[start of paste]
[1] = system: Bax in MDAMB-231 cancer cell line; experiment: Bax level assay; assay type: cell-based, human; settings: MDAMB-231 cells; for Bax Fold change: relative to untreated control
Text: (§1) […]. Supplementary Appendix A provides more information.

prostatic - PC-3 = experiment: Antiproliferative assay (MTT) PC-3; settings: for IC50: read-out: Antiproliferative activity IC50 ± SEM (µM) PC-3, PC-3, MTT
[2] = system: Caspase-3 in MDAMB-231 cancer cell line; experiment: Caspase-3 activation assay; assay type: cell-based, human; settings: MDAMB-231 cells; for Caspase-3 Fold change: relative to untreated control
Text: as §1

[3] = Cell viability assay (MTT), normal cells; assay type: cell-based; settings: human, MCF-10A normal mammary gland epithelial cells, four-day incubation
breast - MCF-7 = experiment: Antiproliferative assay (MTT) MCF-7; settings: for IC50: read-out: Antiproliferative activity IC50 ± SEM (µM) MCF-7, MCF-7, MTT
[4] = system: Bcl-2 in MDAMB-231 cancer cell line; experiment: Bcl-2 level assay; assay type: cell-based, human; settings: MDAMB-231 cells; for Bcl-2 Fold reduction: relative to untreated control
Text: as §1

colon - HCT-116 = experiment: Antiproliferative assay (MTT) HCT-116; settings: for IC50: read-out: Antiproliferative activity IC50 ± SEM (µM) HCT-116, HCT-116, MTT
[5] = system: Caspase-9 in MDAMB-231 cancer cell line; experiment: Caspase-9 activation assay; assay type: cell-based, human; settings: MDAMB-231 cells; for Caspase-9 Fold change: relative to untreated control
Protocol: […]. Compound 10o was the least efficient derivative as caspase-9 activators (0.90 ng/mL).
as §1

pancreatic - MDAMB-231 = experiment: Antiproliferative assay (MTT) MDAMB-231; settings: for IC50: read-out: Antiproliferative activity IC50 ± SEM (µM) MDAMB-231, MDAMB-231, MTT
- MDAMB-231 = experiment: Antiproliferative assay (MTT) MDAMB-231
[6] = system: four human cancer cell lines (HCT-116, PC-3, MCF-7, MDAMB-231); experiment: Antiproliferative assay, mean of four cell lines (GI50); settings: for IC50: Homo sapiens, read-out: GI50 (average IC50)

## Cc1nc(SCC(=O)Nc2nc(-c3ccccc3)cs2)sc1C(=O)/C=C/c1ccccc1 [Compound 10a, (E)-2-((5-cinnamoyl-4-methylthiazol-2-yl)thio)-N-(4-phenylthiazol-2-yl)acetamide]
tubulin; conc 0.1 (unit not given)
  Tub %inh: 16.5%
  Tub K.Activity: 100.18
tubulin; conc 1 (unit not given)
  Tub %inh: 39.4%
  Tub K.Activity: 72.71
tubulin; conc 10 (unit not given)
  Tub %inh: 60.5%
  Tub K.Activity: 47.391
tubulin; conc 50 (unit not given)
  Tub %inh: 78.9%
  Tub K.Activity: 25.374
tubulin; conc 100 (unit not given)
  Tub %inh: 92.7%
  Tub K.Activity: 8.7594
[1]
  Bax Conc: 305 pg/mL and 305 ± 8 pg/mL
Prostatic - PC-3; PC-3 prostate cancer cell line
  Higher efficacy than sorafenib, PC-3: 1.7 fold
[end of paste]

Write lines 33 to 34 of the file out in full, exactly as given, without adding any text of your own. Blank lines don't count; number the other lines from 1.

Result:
[1]
  Bax Conc: 305 pg/mL and 305 ± 8 pg/mL